Major Depressive Disorder
Depression is a serious medical illness and a global public health concern that can occur at any time over a person's life. According to the World Health Organization, depression is the leading cause of disability worldwide, affecting over 250 million people. Statistics reported by the U.S. National Institute of Health indicate that approximately 21 million adults in the U.S., or approximately 8.4% of all adults in the U.S., had at least one major depressive episode in 2020. While most people will experience a depressed mood at some point during their lifetime, major depressive disorder (MDD) is different. MDD is the chronic, pervasive feeling of utter unhappiness and suffering, which impairs daily functioning. Symptoms of MDD include diminished pleasure in activities, changes in appetite that result in weight changes, insomnia or oversleeping, psychomotor agitation, loss of energy or increased fatigue, feelings of worthlessness or inappropriate guilt, difficulty thinking, concentrating or making decisions, and thoughts of death or suicide and attempts at suicide. Currently available FDA-approved medications available in the multi-billion-dollar global antidepressant market often fall far short of satisfying the unmet medical needs of millions suffering from the debilitating effects of depression.
In a peer-reviewed, published exploratory Phase 2A clinical study in MDD conducted in Mexico City, at a 6.4μg dose, itruvone demonstrated significant (p=0.022) rapid-onset antidepressant effects which were sustained over an 8-week period, as measured by the Hamilton Depression Rating Scale-17 (HAM-D-17),without side effects or safety concerns that may be caused by certain oral antidepressants or intravenous or intranasal ketamine-based therapy. With its rapid-onset pharmacology and favorable safety results observed in clinical studies completed to date, Vistagen believes itruvone has potential to be a new stand-alone treatment for MDD and several other depression disorders.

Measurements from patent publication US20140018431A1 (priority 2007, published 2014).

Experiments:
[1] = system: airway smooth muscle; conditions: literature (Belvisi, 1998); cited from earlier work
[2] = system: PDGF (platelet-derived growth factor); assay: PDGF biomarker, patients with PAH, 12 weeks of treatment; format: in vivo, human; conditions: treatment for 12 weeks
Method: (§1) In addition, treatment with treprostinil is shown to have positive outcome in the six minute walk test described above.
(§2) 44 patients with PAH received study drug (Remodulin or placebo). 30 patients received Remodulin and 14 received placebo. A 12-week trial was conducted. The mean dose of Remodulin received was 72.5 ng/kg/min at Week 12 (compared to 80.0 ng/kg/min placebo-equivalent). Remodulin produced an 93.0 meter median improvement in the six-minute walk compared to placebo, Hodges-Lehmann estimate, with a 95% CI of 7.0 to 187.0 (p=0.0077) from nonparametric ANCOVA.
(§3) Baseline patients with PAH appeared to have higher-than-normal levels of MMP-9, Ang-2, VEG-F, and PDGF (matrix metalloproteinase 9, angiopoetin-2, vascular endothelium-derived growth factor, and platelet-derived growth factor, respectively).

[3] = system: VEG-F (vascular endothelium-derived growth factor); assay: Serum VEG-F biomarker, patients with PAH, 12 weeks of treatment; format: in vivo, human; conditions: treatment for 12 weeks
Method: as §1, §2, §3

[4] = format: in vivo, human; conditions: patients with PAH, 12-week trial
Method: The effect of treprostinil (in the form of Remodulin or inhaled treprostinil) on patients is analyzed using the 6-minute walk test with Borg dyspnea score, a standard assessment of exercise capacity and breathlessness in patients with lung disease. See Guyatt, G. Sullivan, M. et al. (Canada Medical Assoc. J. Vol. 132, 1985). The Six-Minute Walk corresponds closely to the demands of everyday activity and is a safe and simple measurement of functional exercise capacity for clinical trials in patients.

Vistagen recently completed a randomized, double-blind, placebo-controlled U.S. Phase 1 study investigating the safety and tolerability of a single dose and of multiple doses of itruvone nasal spray in healthy adult subjects. There were no reported serious adverse events (SAEs) or discontinuations due to adverse events (AEs) in the study. Two AEs were reported during the treatment period, fatigue and headache, which occurred in the same subject. Both AEs were mild in severity and resolved without sequelae. Overall, itruvone nasal spray was well-tolerated and demonstrated a favorable safety profile, consistent with the three prior clinical studies of itruvone, including a positive randomized, double-blind, placebo-controlled Phase 2A study in MDD.
The completed successful U.S. Phase 1 study enables Vistagen’s plans for Phase 2B development of itruvone in the U.S. as a fast-acting stand-alone treatment for MDD.
The FDA has granted Fast Track designation for itruvone as a potential treatment for MDD.